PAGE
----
spheres, the pigments inside migrate in opposite directions.
    Depending
    on the charge, either the white pigment or the black is repelled from
    the circuitry side to the transparent side, where it appears to the
    readers as either a white or black dot.
    The device can address a
    fraction of the capsule, maximizing the display’s sharpness. It can
    also move only some of the pigment across the capsule, presenting
    shades of gray to the user.
    Taken together, all the millions of microscopic white, black or gray dots form a whole page of letters, numbers or images.
    E-Ink
    says the tiny capsules are carried in a liquid medium that will one day
    be printable on almost any surface, from glass to paper to fabric,
    turning dozens of materials into programmable displays.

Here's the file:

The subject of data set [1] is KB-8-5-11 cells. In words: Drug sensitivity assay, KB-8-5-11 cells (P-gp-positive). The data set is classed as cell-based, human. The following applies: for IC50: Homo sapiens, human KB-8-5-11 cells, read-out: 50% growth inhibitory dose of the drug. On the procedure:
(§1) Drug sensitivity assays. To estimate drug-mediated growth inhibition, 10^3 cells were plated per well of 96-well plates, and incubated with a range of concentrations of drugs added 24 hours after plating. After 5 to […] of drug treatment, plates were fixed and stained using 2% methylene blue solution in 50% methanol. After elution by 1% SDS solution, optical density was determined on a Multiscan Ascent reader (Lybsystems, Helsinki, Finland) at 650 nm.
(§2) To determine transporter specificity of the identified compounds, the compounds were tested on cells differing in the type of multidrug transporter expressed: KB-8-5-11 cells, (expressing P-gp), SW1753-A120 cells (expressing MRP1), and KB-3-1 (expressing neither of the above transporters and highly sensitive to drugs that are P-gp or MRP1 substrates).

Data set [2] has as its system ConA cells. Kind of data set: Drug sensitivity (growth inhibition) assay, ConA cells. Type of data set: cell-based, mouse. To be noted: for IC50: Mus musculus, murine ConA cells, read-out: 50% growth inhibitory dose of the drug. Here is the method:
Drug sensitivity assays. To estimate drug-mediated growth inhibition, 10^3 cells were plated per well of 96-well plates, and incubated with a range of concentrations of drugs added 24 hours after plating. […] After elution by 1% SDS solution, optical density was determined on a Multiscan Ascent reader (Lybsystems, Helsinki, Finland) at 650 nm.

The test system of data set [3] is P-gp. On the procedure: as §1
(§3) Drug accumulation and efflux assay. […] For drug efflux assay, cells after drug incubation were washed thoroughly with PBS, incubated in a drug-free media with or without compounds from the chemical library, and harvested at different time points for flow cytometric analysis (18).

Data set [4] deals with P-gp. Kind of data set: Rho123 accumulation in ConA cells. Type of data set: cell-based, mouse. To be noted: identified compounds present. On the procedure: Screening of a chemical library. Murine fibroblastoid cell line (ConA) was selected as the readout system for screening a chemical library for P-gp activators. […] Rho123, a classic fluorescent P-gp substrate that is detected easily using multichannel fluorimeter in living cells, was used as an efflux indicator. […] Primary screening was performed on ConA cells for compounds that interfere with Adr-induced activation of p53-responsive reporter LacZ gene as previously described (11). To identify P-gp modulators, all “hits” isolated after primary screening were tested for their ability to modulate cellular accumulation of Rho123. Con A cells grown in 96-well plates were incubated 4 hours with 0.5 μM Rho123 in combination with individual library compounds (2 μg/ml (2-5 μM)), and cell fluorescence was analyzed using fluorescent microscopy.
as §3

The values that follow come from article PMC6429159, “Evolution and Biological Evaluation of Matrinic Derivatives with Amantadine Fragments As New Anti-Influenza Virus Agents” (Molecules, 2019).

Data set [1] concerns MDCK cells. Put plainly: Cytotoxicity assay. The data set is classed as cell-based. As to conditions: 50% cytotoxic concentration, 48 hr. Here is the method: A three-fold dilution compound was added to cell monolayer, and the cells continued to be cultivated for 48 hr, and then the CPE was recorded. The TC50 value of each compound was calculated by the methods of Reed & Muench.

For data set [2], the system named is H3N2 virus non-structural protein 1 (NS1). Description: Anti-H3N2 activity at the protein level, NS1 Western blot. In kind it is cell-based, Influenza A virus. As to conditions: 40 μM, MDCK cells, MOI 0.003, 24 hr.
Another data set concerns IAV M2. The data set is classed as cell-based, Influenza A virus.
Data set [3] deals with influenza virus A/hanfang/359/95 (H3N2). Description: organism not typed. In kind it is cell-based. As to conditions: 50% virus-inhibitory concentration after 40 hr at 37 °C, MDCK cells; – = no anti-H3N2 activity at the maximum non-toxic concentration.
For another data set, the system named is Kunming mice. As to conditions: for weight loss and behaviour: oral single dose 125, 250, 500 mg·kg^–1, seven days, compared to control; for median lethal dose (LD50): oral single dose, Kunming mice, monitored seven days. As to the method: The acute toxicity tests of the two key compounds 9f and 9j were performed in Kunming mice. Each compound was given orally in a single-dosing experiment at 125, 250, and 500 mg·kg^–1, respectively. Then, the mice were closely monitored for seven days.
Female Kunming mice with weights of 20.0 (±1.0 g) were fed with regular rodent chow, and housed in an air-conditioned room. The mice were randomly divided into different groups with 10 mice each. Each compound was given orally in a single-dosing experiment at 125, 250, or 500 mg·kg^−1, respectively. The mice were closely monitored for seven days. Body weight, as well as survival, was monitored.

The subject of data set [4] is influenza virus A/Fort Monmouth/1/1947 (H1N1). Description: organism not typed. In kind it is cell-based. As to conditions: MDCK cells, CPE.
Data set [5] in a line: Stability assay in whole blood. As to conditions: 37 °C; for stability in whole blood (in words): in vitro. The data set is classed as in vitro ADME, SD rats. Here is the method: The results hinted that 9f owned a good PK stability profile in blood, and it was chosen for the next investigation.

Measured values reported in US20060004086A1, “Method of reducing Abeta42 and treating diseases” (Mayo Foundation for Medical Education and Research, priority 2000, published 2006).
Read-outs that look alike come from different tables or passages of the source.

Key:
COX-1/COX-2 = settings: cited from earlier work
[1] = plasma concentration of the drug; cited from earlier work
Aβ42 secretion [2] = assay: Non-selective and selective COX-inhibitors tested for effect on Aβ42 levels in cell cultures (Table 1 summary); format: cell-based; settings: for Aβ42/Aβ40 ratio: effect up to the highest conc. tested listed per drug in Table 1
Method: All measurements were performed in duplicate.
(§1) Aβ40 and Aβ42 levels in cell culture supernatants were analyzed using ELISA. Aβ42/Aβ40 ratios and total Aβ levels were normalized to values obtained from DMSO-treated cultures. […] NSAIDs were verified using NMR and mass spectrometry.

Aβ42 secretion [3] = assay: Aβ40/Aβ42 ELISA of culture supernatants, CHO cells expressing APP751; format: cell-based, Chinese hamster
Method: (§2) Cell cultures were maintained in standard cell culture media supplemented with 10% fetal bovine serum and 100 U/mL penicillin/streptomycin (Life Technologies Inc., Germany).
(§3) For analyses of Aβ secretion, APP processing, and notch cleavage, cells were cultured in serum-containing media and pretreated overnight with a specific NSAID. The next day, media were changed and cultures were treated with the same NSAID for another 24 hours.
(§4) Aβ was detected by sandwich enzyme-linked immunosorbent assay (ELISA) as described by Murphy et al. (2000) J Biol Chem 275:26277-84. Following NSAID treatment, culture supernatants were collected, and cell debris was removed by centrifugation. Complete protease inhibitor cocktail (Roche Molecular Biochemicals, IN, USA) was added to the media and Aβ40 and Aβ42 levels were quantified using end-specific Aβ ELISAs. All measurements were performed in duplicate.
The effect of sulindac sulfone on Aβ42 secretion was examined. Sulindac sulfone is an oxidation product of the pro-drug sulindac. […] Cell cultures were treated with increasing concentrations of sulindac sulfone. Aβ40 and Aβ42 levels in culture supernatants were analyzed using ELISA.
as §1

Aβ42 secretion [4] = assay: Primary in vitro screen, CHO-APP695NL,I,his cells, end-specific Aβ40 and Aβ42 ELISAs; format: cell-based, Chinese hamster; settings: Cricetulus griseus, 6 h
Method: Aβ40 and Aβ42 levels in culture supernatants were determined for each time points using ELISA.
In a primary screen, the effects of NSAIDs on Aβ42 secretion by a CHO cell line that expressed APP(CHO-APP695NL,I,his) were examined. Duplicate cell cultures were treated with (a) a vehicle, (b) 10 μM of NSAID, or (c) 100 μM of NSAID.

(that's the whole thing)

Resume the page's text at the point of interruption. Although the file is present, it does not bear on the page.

Bischoff
    said Sony’s Reader is E-Ink’s biggest client so far, and the first to
    use E-Ink’s full high-resolution capability. But more manufacturers are
    finding uses for the technology.
    Ambient Devices of Cambridge,
    Mass., is preparing to market a 4-inch square “Weather Wizard” with an
    E-Ink display linked by a radio to AccuWeather data. With numbers and
    icons, it will report current conditions (updated every 15 minutes),
    and a four-day forecast keyed to the owner’s ZIP code.
    Ambient wanted a device that could be read at a glance, from any angle, and from across the room.
    “With
    an LCD screen, you design this ‘cone of viewability’ that you can tune,
    based on how the device will be used,” said Ambient President David
    Rose. “With E-Ink, you don’t have to worry about that.”
    The Weather
    Wizard will run for up to a year on two triple-A batteries. It’s